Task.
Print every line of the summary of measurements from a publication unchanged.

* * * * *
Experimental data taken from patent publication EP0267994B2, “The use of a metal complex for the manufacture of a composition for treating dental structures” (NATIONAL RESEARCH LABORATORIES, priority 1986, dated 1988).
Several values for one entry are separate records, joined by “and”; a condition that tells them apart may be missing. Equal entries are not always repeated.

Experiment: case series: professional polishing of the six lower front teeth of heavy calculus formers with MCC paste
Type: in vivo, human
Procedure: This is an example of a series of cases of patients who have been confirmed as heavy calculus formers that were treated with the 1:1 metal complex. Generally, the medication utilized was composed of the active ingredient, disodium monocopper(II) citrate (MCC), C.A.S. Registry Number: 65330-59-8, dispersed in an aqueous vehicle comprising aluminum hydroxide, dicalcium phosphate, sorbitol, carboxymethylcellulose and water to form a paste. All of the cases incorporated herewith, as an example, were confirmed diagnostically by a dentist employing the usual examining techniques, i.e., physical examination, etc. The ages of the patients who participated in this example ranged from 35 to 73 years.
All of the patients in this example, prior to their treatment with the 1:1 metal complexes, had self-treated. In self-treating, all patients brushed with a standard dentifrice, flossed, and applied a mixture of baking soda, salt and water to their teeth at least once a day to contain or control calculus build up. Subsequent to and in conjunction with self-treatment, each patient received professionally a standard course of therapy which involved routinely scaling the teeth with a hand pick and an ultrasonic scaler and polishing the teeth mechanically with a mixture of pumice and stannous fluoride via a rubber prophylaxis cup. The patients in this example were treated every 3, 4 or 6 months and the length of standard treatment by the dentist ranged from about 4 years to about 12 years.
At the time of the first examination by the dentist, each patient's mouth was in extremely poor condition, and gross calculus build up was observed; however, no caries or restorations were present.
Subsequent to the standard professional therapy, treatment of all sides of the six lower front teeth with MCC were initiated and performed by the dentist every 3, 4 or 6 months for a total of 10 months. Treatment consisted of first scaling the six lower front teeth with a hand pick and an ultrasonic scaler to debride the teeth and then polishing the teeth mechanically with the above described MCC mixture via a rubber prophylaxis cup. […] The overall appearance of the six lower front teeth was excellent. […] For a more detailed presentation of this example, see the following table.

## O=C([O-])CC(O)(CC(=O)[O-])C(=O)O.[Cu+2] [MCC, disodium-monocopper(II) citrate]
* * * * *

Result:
Experimental data taken from patent publication EP0267994B2, “The use of a metal complex for the manufacture of a composition for treating dental structures” (NATIONAL RESEARCH LABORATORIES, priority 1986, dated 1988).
Several values for one entry are separate records, joined by “and”; a condition that tells them apart may be missing. Equal entries are not always repeated.

Experiment: case series: professional polishing of the six lower front teeth of heavy calculus formers with MCC paste
Type: in vivo, human
Procedure: This is an example of a series of cases of patients who have been confirmed as heavy calculus formers that were treated with the 1:1 metal complex. Generally, the medication utilized was composed of the active ingredient, disodium monocopper(II) citrate (MCC), C.A.S. Registry Number: 65330-59-8, dispersed in an aqueous vehicle comprising aluminum hydroxide, dicalcium phosphate, sorbitol, carboxymethylcellulose and water to form a paste. All of the cases incorporated herewith, as an example, were confirmed diagnostically by a dentist employing the usual examining techniques, i.e., physical examination, etc. The ages of the patients who participated in this example ranged from 35 to 73 years.
All of the patients in this example, prior to their treatment with the 1:1 metal complexes, had self-treated. In self-treating, all patients brushed with a standard dentifrice, flossed, and applied a mixture of baking soda, salt and water to their teeth at least once a day to contain or control calculus build up. Subsequent to and in conjunction with self-treatment, each patient received professionally a standard course of therapy which involved routinely scaling the teeth with a hand pick and an ultrasonic scaler and polishing the teeth mechanically with a mixture of pumice and stannous fluoride via a rubber prophylaxis cup. The patients in this example were treated every 3, 4 or 6 months and the length of standard treatment by the dentist ranged from about 4 years to about 12 years.
At the time of the first examination by the dentist, each patient's mouth was in extremely poor condition, and gross calculus build up was observed; however, no caries or restorations were present.
Subsequent to the standard professional therapy, treatment of all sides of the six lower front teeth with MCC were initiated and performed by the dentist every 3, 4 or 6 months for a total of 10 months. Treatment consisted of first scaling the six lower front teeth with a hand pick and an ultrasonic scaler to debride the teeth and then polishing the teeth mechanically with the above described MCC mixture via a rubber prophylaxis cup. […] The overall appearance of the six lower front teeth was excellent. […] For a more detailed presentation of this example, see the following table.

## O=C([O-])CC(O)(CC(=O)[O-])C(=O)O.[Cu+2] [MCC, disodium-monocopper(II) citrate]